The club wants to build a new stadium on greenbelt land at Ashton Vale (left)
Bristol City Football Club first announced plans for a new stadium in November 2007, hoping it could host World Cup matches.
Almost three years on, the stadium plan hangs in the balance because of a town green application made by people who live nearby.
They say the proposed site of the new ground is valuable community land.
Plans for a supermarket to be built on the club's current ground, which would part-finance a new stadium, have also been blighted with problems.
Tesco initially wanted to build a store at Ashton Gate but pulled out, then an application for a Sainsbury's supermarket was rejected.
Bristol's World Cup bid has been shortlisted but the costs of related activities have cost the council more than £700,000.
The council says the tournament would bring jobs and extra visitors to the city.
Here, we look back on the history of the bid for a new stadium and Bristol's attempt to bring World Cup games here.
announces plans to move to a purpose-built stadium
which could host World Cup 2018 matches. They want planning permission in place for 2009 and to be able to relocate to the stadium in 2011/12.
is the proposed site for Bristol City's new stadium
with the club saying it wants to sell Ashton Gate for housing.
Exhibitions are mounted at
Ashton Gate and Long Ashton and the public
is invited to have their say on a potential new stadium.
Bristol City Council is informed that a town green application is to be made by a group of Ashton Vale residents.
Plans for the
club's new Ashton Vale stadium
go on show.
Bristol City chairman Steve Lansdown
sells shares in his firm,
Hargreaves Lansdown, to help backroll the bid for a new stadium at Ashton Vale.
Bristol confirms it will
bid to become a World Cup host
city, saying it wanted the proposed Ashton Vale stadium to be the centrepiece of the attempt.
Plans for the
new stadium at Ashton Vale
are submitted to Bristol City Council. The club says it will cost £65m and will accommodate 30,000 fans.
A delegation from the Football Association
travels to Bristol to assess the council-backed plans
to host World Cup matches which hinge on Ashton Vale going ahead.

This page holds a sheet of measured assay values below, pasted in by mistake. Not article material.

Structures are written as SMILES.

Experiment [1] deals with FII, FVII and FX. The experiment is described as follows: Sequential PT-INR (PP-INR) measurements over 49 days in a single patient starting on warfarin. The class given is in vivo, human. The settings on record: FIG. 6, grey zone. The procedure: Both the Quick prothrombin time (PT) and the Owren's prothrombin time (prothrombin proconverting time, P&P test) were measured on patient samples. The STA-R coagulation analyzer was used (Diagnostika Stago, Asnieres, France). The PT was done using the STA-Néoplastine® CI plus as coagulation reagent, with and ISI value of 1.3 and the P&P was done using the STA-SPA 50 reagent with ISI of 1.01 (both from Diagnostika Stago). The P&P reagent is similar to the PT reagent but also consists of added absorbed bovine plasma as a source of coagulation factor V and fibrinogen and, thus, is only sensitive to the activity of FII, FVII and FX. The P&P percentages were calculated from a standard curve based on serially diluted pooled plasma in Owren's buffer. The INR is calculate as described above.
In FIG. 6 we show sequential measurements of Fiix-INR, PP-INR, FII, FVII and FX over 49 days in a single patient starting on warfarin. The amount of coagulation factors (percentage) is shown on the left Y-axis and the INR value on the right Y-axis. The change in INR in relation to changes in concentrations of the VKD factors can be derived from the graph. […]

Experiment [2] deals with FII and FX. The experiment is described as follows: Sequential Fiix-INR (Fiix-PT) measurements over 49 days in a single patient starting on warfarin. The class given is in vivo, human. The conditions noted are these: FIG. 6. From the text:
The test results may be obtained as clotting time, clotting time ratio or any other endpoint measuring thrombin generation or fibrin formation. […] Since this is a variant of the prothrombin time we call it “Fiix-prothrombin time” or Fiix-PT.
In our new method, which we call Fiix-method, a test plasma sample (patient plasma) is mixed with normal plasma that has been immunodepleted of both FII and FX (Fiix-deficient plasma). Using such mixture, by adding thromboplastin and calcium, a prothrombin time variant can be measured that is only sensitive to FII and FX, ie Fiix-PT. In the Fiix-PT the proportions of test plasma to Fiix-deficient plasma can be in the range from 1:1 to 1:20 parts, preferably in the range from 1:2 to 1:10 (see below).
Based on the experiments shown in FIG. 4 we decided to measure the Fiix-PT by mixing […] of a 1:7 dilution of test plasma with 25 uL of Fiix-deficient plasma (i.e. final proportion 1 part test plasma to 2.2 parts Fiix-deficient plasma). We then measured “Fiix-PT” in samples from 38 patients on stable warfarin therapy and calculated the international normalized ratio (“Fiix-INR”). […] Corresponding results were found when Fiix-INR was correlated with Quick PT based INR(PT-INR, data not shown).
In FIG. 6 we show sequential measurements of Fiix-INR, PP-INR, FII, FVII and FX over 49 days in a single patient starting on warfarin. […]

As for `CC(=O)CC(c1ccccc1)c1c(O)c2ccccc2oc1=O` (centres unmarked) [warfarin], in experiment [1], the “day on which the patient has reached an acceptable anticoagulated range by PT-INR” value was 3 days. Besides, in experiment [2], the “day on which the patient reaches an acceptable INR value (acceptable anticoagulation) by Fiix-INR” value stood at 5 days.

A delegation from
Bristol visits twin city Hannover
, which hosted games during the 2006 and 1974 World Cups.
Meanwhile, club chairman Steve Lansdown says he is
not worried by a rival West Country bid for World Cup matches
from Plymouth. He says it will mean Bristol City Council will have to put enough resources in to win.
plans for a Tesco supermarket at Ashton Gate,
including traders from Bedminster, meet.
An application for town green status at Ashton Vale is submitted by residents who are opposed to the stadium plan.
recommend stadium plans at Ashton Vale are approved
- later that month the
city council backs
pulls out of plans to build a supermarket
at Ashton Gate but
Sainsbury's - who already have a store nearby
- step into the breach.
Avon Wildlife Trust
strongly criticises plans for a stadium at Ashton Vale
saying bats, otters, wading birds and water voles would all be at risk.
Plans for an
arena at Ashton Vale come to light
with rival firms vying to build the venue alongside the proposed Ashton Vale stadium.
Bristol City Council is told that
hosting World Cup matches
could bring a £250m boost to the local economy as Bristol
makes the case
for matches from the 2018 tournament.
Bristol wins through to the
shortlist of cities which could host World Cup matches
in 2018 - if England win the games.
Meanwhile, Bristol City's
chief executive claims a meeting at North Somerset Council is "clearly biased"
as plans for an access road are blocked.
plans for Ashton Gate are revealed
. The club needs to sell the old ground to fund its move to a purpose-built stadium at nearby Ashton Vale.
decides not to "call in" Bristol City's plans
for a stadium at Ashton Vale.
North Somerset Council
give the go-ahead to an access road
to the stadium.
An inquiry into whether
Ashton Vale should be granted town green status
opens at Council House on College Green.
Bristol City Council
announces it will host a big screen at Queen Square
- at a reported cost of £80,000 - in a bid to get some practice running fan parks should the city stage games in the 2018 World Cup.
trouble at the opening game
- England v USA - leads to later games being ticketed and a ban on alcoholic drinks.
Plans for a
Sainsbury's supermarket at Ashton Gate
are vetoed by the city council at a four-hour meeting.
Fans of Bristol City
march to show their anger at the council's decision
to turn down plans for the store which would have part-financed the move to Ashton Vale.
Bristol City Council says it is ready to sign a "statement of intent"
for an arena at Ashton Vale.
The cost of the
World Cup 2010 in Queen Square big screen is revealed as £270,000
- some three times over budget.
A planning inquiry
recommends that Ashton Vale be declared a town green
with the final decision resting with Bristol City Council.
The club's chairman, Steve Lansdown,
makes a passionate appeal
to fans to help save the stadium plan.
Revised plans for a
Sainsbury's supermarket at Ashton Gate are revealed
after the original plans were turned down two months before.
Correction 12 November 2010: This story has been amended since it was first published to accurately reflect the timing of the town green application.